Dr Mafe Godoy (we call him Mafe) supported me as I archived sex toy brands, repositioning them as healthy, even after people slammed phones on me and others kicked me in. thrown out of meeting rooms. We have joined forces and organized a collective of experts in a space dedicated to this industry.
Cookney: What are the specific marketing and brand development needs of the sex technology industry?
Karetsos: He who cries out for help is the tongue. We need digital marketing channels and platforms, namely Google, Facebook, Apple and Instagram, to educate, interact and improve experiences with our marketing messages. But they destroy our strategies with ignorant and inflexible algorithms, banishing us from the shadows and shutting us down. Brands that enter this space and invest in an app are at high risk of being shut down. So digital marketing strategy should be a well thought out process. It should be tested, tested and retested, and the tongue should be suitable but not diluted. Branded tones should be authentic, but avoid being stereotyped by an algorithm.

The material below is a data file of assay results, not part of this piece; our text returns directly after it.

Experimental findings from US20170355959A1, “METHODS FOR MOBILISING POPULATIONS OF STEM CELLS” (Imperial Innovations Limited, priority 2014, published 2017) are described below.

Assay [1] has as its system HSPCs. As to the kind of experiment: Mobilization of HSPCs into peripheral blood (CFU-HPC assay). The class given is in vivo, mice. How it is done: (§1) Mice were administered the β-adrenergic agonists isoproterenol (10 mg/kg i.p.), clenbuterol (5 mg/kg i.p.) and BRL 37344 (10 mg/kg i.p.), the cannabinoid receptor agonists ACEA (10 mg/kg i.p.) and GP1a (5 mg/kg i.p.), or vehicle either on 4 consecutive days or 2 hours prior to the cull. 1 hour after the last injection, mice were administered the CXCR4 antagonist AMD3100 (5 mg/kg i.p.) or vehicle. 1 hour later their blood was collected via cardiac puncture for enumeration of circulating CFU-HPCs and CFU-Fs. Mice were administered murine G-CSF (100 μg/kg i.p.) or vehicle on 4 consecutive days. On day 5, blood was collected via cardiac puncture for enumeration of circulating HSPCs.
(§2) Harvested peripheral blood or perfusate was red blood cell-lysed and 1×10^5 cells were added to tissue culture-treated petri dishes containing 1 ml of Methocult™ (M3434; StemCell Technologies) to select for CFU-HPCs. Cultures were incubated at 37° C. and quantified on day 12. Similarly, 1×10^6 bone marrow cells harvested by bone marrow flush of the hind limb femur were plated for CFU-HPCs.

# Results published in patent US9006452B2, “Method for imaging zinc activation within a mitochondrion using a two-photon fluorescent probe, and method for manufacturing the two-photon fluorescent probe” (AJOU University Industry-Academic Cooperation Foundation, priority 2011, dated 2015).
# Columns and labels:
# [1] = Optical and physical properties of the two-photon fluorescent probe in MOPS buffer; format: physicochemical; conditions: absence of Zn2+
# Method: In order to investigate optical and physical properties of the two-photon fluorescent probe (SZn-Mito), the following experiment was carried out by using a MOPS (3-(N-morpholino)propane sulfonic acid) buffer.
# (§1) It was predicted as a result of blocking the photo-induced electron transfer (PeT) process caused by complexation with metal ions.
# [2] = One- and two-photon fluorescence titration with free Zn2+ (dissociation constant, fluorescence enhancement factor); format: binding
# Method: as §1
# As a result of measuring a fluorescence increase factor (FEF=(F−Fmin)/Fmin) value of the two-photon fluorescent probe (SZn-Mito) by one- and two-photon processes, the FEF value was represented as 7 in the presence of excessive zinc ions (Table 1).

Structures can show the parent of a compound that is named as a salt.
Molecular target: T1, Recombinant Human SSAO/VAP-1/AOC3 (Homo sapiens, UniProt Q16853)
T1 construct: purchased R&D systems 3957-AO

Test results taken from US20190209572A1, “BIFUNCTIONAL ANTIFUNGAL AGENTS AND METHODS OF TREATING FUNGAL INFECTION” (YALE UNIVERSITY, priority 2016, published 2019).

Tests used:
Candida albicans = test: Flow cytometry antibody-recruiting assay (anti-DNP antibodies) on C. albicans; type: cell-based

Cookney: What specific challenges does the sex tech industry face?
Karetsos: Our industry may be robust in value, but we are limited in people. Attracting skills is a difficult task. There isn’t a chapter on college or college sex tech or school-level economics, and there certainly isn’t “101: How to Market Toys.” sexuality ”in the advertising class. We are seeing a slow but positive recovery, but not fast enough to meet the growth that sex tech startups are evolving into.
Cookney: What has changed in the way sexual wellness products are marketed?
Karetsos: Before sex technology, we started with “adult” – the sex toys and movies we bought down a dark alley in a brown paper bag. And anything that was sexual in the light of day was and still is largely polarized as pornography or family planning.